SIHANOUKVILLE – Seven kilometers from the tourist site of Kbal Chhay waterfall on the outskirts of this coastal town, in a pitted tin shack that becomes too cold for a good sleep in the damp nights of December, Som Piroath, 42, says she is out of options.
“It’s really difficult,” she said last week as rain streamed through holes in her house. “Are they going to put me in prison if I say this? It’s really hard.”
Ms. Piroath makes her money from the tourists of Sihanoukville. On a typical day, she said, she takes a moto-taxi to the seaside, some 15 km from her house. Until dusk, she walks the beach, selling hats or sliced fruit. At nightfall, she pays for a moto-taxi back home.
After a day’s work, she said, she makes only enough to feed her three children.
And life only seems to be getting harder for Ms. Piroath. A month ago, the provincial government evicted her from the 20 by 40 meter plot of land where she used to live, one she bought with a $3,000 loan three years ago. Most of her neighbors were kicked off their plots as well.
It wasn’t entirely a surprise. She never had a title to the plot on the deforested hillside that the state has declared protected land. But, after a lifetime of living in rented rooms and on the back of other people’s motorbikes, the loss of the only land that felt like hers was bitter.
Mr. Piroath is part of what is set to be a rapidly expanding workforce in a beach town that the government hopes will draw 2 million tourists a year by 2020, adding 250,000 new jobs, according to a plan put forward by Tourism Minister Thong Khon at a coastal development conference last Friday.
But while officials tout the economic benefits of a coastal boom, NGOs and those living in town wonder what benefits locals will actually see—and where the families of those serving all the additional tourists will live.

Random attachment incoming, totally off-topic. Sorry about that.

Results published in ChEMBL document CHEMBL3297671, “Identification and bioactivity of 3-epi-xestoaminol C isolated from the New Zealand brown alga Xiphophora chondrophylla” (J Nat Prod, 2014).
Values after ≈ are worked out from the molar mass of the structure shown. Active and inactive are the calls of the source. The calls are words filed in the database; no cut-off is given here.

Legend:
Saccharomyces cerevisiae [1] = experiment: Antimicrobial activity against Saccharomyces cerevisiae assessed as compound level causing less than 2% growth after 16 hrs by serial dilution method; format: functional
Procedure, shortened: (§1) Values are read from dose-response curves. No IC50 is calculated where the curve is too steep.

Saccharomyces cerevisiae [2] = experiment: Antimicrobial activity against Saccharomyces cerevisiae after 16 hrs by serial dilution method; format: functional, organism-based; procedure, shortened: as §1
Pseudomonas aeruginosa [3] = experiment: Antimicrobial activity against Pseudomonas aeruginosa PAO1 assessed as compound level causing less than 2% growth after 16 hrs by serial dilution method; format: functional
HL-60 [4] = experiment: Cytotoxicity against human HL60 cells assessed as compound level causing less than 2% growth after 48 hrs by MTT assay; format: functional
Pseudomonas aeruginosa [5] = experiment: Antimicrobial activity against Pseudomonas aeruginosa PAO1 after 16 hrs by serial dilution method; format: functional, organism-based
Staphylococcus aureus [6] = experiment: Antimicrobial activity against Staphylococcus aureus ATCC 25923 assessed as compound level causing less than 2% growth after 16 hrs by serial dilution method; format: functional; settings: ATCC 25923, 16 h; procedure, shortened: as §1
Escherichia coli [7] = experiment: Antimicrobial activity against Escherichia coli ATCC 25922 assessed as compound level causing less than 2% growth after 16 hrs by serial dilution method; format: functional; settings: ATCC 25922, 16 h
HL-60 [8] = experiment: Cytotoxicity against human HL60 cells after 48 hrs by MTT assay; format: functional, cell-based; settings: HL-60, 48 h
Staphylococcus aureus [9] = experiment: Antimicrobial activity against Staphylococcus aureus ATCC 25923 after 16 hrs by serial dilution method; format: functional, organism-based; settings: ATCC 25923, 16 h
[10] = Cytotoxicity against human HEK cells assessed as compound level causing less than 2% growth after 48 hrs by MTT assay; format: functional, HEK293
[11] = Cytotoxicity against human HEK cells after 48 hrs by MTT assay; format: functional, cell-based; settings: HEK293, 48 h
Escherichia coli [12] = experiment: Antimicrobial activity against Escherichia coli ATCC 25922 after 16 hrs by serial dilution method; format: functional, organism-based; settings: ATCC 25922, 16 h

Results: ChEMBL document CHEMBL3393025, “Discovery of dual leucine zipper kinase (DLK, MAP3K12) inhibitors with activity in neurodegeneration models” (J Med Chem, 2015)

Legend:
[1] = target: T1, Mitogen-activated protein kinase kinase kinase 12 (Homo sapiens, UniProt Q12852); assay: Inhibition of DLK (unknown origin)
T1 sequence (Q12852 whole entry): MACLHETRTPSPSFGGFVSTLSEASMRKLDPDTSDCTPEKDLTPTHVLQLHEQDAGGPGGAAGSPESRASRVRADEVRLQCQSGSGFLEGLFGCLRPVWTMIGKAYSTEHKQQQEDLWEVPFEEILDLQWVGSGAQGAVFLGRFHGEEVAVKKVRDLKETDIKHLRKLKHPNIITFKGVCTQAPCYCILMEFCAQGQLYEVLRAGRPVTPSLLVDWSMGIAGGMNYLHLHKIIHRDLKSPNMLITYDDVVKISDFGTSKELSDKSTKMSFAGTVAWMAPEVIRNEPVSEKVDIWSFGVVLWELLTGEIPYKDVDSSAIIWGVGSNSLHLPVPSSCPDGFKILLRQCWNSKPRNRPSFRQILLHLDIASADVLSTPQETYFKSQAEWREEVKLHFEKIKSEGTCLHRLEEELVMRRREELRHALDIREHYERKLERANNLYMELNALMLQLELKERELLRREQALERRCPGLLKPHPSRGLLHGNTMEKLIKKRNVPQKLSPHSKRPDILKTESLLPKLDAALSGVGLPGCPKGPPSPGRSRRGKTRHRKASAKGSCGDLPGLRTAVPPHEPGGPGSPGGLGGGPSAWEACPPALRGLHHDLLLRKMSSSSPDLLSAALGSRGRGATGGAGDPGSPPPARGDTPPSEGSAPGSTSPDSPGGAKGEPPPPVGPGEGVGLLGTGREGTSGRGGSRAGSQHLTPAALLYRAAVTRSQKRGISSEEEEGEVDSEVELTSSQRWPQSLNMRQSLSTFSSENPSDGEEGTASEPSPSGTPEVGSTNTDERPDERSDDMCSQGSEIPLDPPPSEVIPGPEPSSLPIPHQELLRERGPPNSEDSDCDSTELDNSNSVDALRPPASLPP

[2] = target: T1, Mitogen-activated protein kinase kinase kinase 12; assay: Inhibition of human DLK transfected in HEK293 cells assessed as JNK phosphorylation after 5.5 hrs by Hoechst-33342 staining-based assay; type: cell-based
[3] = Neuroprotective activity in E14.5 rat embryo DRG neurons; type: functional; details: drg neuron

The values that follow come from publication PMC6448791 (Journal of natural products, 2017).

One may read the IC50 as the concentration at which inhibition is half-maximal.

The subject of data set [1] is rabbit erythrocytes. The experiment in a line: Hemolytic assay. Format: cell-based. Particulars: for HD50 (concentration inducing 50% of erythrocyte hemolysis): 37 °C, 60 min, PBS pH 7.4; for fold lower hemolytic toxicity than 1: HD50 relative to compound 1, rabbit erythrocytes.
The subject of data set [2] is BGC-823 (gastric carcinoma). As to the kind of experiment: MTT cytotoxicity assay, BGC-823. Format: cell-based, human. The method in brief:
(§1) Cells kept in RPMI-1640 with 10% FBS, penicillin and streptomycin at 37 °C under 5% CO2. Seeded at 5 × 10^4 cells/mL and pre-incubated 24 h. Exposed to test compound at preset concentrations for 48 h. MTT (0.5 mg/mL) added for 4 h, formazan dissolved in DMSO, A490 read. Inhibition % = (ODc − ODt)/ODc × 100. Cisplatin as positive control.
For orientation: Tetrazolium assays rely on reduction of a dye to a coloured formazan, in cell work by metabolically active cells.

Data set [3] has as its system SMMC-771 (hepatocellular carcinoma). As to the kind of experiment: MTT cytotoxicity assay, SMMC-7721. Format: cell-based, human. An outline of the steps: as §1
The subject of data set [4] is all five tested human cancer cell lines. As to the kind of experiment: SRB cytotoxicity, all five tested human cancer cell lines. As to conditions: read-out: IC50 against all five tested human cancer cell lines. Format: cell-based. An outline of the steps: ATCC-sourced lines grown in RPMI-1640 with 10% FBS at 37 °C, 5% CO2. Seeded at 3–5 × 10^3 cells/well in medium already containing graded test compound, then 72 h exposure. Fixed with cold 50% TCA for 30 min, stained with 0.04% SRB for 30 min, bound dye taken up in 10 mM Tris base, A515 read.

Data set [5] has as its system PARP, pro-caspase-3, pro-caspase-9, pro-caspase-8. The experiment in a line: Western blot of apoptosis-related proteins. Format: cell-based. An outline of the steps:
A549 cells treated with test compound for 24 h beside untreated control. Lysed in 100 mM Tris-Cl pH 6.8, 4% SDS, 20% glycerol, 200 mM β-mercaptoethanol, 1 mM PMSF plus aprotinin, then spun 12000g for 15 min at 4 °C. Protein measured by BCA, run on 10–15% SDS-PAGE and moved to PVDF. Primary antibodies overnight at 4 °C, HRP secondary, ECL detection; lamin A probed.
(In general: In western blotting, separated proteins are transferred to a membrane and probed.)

“The land prices in Sihanoukville have gone up,” said Oun Sokleng, coordinator of the Starfish Project, an NGO that builds housing in the rural parts of the province.
“The poor people—the people who work on the beach, and in construction—they cannot afford them.”
Tourism officials are aware of the problem, said Ny Phally, deputy secretary-general of the National Committee for the Management and Development of the Coastal Zone.
“We have training for people who work at the beach,” he said after last week’s conference. The Ministry of Tourism hosts massage classes for women once a week, for example.
However, the Starfish Project’s Mr. Sokleng said he couldn’t see any way for those currently employed in Sihanoukville’s tourism sector to cope.
“It’s almost impossible. Rent is $40 to $100 a month,” he said. “A restaurant salary is $120 to $150. And they have children, families. I don’t think they can afford that.”
As for the plans to bring in more tourists to the province, Mr. Sokleng said he doubted it would help.
“The people who will come to work from other provinces, they will be poor. They’ll get a low salary. The benefits will go to the wealthy.”
Those like Ms. Piroath can only hope for a stable place to rest their head. Evicted from her house to a state-supplied plot too small for anything but raising a few ducklings, one of the few things she still has is the loan she took out for the house she was kicked out of.
It’s the same for her neighbors, all of whom, she said, work the beaches of Sihanoukville. This month, she said, she borrowed money from everyone she knew just to pay the bank.
As for next month? “I think about it. I think and nothing comes.”
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